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Yet another cladding and insulation combination fails UK building regulations

A third set of large scale tests on cladding panels and insulation commonly used on high rise residential blocks in the UK has failed fire and safety tests.

The latest tests show that a combination of Aluminium Composite Material (ACM) cladding with a fire retardant polyethylene filler (category 2 in screening tests) with PIR foam insulation does not meet current Building Regulations guidance.

The Department of Communities and Local Government (DCLG) said that there are up to 13 buildings over 18 metres tall in England known to have a combination of ACM with a fire retardant polyethylene filler with PIR foam insulation.

Cladding samples from each of these buildings had already failed earlier combustibility tests conducted by Building Research Establishment (BRE) and their owners were sent Government advice detailing the immediate interim safety measures that needed to be completed.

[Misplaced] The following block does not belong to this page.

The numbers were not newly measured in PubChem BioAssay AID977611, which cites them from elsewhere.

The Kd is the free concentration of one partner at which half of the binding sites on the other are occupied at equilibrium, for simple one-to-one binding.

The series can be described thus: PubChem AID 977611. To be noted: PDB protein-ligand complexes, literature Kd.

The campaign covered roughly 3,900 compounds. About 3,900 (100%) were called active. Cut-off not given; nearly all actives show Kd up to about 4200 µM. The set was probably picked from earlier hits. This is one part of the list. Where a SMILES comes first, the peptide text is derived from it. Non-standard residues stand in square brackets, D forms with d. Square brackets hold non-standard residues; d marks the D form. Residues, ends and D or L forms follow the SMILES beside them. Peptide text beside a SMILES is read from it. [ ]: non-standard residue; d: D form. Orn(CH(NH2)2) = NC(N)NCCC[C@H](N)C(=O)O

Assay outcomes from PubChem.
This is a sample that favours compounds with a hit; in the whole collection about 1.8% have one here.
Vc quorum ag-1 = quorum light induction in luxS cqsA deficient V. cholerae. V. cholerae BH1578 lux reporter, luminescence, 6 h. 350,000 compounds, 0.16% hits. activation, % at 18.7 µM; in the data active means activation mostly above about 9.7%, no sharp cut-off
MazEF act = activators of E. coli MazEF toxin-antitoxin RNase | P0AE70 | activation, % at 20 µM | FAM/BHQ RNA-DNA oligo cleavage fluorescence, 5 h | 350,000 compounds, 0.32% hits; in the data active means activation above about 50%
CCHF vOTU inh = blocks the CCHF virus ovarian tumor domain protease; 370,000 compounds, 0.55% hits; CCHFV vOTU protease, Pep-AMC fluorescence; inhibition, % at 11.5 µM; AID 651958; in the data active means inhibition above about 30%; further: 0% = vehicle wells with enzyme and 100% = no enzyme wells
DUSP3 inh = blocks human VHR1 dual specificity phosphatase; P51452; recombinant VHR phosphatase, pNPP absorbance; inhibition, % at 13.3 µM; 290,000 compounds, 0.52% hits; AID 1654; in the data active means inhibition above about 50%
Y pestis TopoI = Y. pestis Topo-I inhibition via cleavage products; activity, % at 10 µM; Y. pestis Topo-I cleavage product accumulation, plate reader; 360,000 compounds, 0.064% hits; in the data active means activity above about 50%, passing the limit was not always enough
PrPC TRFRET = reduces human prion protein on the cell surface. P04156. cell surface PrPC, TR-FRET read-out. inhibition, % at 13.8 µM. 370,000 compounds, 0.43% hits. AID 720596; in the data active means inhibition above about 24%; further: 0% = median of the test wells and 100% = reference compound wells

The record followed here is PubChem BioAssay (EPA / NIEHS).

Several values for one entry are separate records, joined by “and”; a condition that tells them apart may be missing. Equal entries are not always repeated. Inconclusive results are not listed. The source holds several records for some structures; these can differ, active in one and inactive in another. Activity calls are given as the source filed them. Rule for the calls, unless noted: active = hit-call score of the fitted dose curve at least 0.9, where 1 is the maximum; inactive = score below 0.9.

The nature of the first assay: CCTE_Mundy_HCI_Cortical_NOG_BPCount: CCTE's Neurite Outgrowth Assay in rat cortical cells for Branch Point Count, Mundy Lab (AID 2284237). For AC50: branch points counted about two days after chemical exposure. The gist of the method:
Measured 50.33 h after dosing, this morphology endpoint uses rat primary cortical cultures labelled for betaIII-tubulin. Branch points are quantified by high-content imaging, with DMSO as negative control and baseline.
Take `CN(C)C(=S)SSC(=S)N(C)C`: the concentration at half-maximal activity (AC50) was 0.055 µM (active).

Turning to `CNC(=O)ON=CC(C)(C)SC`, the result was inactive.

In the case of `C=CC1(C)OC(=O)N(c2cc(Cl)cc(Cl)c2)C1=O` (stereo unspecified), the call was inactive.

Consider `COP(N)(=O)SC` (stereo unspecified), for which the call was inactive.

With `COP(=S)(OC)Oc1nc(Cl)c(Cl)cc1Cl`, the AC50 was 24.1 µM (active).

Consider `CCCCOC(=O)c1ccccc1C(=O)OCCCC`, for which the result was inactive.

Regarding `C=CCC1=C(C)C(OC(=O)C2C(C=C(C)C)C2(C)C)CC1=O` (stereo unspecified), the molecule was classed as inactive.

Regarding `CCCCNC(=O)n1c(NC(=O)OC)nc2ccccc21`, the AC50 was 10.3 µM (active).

‘These latest test results provide building owners with further evidence about fire risks. Government has now provided these building owners with additional detailed advice setting out the actions they need to take to ensure the safety of residents,’ said a DCLG spokesman.

‘The Government is working closely with these building owners to ensure this advice is being followed,’ he added.

The DCLG also announced that to further build the evidence available for experts and building owners so they can make informed safety decisions, The Government has commissioned a seventh large scale test for ACM with fire retardant polyethylene filler (category 2 in screening tests) with phenolic foam insulation. Results of all remaining tests will be published when they are available.

The tests are as a result of serious concerns about the safety of cladding following on from the deadly fire at Grenfell Tower in London in which at least 80 people died after a fire thought to have been started in a flat spread quickly along the outside of the high rise apartment block.